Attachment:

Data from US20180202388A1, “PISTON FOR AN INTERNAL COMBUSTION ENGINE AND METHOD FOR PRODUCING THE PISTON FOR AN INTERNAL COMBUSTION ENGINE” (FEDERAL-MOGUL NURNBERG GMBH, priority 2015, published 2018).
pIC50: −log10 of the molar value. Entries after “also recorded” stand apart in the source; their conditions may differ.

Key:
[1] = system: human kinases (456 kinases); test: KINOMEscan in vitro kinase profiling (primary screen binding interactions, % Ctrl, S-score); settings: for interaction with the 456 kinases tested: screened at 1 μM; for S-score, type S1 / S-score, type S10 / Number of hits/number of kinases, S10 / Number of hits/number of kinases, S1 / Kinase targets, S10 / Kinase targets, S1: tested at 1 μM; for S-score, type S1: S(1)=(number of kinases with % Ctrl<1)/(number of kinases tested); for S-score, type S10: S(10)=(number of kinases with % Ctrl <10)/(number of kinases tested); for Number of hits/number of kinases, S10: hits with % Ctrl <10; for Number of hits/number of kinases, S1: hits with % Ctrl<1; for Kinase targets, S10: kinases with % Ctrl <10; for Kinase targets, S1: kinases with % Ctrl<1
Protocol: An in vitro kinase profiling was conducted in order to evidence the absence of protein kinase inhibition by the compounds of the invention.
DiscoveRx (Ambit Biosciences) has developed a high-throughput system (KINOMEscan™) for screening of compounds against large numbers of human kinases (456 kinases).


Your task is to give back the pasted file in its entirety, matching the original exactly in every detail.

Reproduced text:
Data from US20180202388A1, “PISTON FOR AN INTERNAL COMBUSTION ENGINE AND METHOD FOR PRODUCING THE PISTON FOR AN INTERNAL COMBUSTION ENGINE” (FEDERAL-MOGUL NURNBERG GMBH, priority 2015, published 2018).
pIC50: −log10 of the molar value. Entries after “also recorded” stand apart in the source; their conditions may differ.

Key:
[1] = system: human kinases (456 kinases); test: KINOMEscan in vitro kinase profiling (primary screen binding interactions, % Ctrl, S-score); settings: for interaction with the 456 kinases tested: screened at 1 μM; for S-score, type S1 / S-score, type S10 / Number of hits/number of kinases, S10 / Number of hits/number of kinases, S1 / Kinase targets, S10 / Kinase targets, S1: tested at 1 μM; for S-score, type S1: S(1)=(number of kinases with % Ctrl<1)/(number of kinases tested); for S-score, type S10: S(10)=(number of kinases with % Ctrl <10)/(number of kinases tested); for Number of hits/number of kinases, S10: hits with % Ctrl <10; for Number of hits/number of kinases, S1: hits with % Ctrl<1; for Kinase targets, S10: kinases with % Ctrl <10; for Kinase targets, S1: kinases with % Ctrl<1
Protocol: An in vitro kinase profiling was conducted in order to evidence the absence of protein kinase inhibition by the compounds of the invention.
DiscoveRx (Ambit Biosciences) has developed a high-throughput system (KINOMEscan™) for screening of compounds against large numbers of human kinases (456 kinases).